TCOM Blue Devil

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Blue Devil
Role Reconnaissance airship
National origin United States
Manufacturer Mav6 LLC
Status Cancelled
Primary user United States Air Force
Unit cost
$211 million

The Blue Devil was a proposed reconnaissance airship that was built for the United States Air Force for use in the War in Afghanistan. It was designed to capture and process data from onboard sensors before delivering it to ground troops.

Spy capabilities[edit]

The blimp was equipped with up to a dozen sensors, including listening devices, video cameras for use both during the day and at night, communications equipment and a system known as the "wide-area airborne surveillance system," which used several cameras to film areas several square miles in size, similar to the Gorgon Stare system.[1] The sensor equipment was to be supplied by Mav6 LLC as the prime contractor and system integrator.[1] To process the data collected, which would ordinarily be transmitted to analysts on the ground, the blimp used an onboard computer to analyze and store the data, which was to be available for troops to access.[1] This would require fewer personnel to analyze the data, and would cause less strain on battlefield networks by transmitting only required information, rather than a constant stream of data.[1]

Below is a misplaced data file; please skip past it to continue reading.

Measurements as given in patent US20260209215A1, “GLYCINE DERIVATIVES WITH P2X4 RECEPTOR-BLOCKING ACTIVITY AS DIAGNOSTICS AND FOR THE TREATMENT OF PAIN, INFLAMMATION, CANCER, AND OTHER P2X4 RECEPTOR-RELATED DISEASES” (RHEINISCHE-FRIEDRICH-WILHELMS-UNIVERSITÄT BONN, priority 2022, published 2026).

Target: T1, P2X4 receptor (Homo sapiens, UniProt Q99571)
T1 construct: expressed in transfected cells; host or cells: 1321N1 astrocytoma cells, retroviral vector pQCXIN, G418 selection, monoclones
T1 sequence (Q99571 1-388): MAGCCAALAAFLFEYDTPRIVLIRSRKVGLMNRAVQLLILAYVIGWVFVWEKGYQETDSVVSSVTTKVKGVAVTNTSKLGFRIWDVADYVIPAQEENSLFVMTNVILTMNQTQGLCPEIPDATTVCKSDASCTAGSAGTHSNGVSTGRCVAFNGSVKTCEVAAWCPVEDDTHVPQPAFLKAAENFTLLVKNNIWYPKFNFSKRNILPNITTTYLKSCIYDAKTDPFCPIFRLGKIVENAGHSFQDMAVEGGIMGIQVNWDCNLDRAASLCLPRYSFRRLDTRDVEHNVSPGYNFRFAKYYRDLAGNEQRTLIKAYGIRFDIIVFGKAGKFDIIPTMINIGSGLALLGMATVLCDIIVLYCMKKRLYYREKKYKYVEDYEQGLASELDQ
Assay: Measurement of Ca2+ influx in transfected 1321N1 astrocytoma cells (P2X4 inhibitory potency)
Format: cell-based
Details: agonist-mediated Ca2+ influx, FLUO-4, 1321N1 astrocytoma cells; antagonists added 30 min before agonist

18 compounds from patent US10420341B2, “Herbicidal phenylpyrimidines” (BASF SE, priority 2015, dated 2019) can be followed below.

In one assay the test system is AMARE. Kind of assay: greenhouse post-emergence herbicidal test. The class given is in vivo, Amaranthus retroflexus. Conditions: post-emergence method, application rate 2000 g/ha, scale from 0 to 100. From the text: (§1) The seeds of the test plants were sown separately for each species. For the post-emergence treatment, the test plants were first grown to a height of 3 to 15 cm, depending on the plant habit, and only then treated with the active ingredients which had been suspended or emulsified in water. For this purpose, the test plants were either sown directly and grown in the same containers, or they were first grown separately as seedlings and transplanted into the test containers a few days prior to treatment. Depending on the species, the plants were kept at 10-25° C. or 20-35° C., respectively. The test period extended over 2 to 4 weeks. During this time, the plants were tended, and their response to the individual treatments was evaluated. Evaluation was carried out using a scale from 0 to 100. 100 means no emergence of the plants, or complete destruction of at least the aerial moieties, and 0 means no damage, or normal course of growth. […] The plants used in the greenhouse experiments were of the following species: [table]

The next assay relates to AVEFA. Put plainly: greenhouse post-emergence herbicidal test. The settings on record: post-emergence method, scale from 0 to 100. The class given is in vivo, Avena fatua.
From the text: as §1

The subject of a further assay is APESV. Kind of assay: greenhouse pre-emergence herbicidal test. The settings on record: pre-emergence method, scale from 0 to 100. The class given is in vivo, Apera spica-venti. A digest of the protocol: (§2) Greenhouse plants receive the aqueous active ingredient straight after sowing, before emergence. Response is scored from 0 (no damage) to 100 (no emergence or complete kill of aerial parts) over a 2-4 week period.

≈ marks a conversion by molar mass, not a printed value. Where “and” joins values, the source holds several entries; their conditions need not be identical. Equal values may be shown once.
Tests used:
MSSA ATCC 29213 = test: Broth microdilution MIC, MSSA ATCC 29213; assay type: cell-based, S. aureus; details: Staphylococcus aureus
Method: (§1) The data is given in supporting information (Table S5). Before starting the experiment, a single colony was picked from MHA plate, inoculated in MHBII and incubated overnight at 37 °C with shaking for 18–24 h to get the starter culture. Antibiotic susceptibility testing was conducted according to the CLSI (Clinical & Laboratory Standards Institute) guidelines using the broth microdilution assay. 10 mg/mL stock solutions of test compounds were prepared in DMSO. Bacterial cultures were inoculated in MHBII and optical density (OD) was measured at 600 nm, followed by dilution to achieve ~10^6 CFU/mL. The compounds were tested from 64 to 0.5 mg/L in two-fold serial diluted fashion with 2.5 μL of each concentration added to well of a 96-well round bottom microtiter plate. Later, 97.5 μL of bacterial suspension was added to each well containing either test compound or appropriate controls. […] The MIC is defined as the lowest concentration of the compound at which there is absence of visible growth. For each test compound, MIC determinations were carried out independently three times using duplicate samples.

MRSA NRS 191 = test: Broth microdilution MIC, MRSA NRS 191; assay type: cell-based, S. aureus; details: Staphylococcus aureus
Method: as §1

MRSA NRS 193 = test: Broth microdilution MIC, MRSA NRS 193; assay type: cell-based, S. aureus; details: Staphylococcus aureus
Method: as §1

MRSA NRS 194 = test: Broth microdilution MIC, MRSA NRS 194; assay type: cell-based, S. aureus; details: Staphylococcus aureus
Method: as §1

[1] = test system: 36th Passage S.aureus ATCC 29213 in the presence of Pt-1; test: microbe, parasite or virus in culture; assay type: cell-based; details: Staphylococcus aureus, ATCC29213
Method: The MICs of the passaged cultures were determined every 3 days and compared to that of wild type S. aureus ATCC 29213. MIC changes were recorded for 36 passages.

Design[edit]

Total system cost was $211 million. The envelope for the system was completed by subcontractor TCOM LP in Aug. of 2011. The blimp was around 350 feet (110 m) long and 1.4 million cubic feet in volume.[1] It was designed to be able to reach an altitude of 4 miles (6.4 km) and remain at altitude for up to a week.[1] The aircraft's first flight was planned for 15 October 2011.[1]

Delays and cancellation[edit]

Technical complications with the blimp's design that arose during 2011, including overweight tail fins, unexpectedly complex avionics systems and the inability of the original Argus network of cameras design to be integrated with other systems, and meeting flight requirements of the FAA forced the blimp's first flight back to 15 April 2012, with dramatically reduced capabilities.[2] Since the original cameras, designed to be able to cover 64 square kilometers, were unable to be installed, a different camera pack design, called Angel Fire, was used, which can only cover four square kilometers.[2] Despite the drop in capability, an Air Force analysis of operating costs estimated that the blimp would cost at least four times as much as estimated by Mav6.[2]

In June 2012, the Air Force cancelled the project and ordered the airship to be dismantled and put in storage.[3] In 2014, the Air Force banned one of its former generals from doing business with the Air Force because he tried to keep the project going after cancellation.[4][5]

See also[edit]

References[edit]

  1. ^ a b c d e f g "All-Seeing Blimp Could Be Afghanistan’s Biggest Brain". Wired Magazine. 18 January 2011. Retrieved 22 December 2011. 
  2. ^ a b c Shachtman, Noah (2 March 2012). "Air Force Set to Shoot Down Its Own Giant Spy Blimp". Wired Magazine. Archived from the original on 13 March 2012. Retrieved 14 March 2012. 
  3. ^ Air Force cancels Blue Devil Block 2 - Wired.com, June 7, 2012
  4. ^ Grandon, Rodney. "Notice of debarment" Air Force, 12 November 2014.
  5. ^ Butler, Amy. "USAF Punishes Former Top General Over Defunct Airship Project" Aviation Week & Space Technology, 13 November 2014. Accessed: 16 November 2014. Archived on 16 November 2014

External links[edit]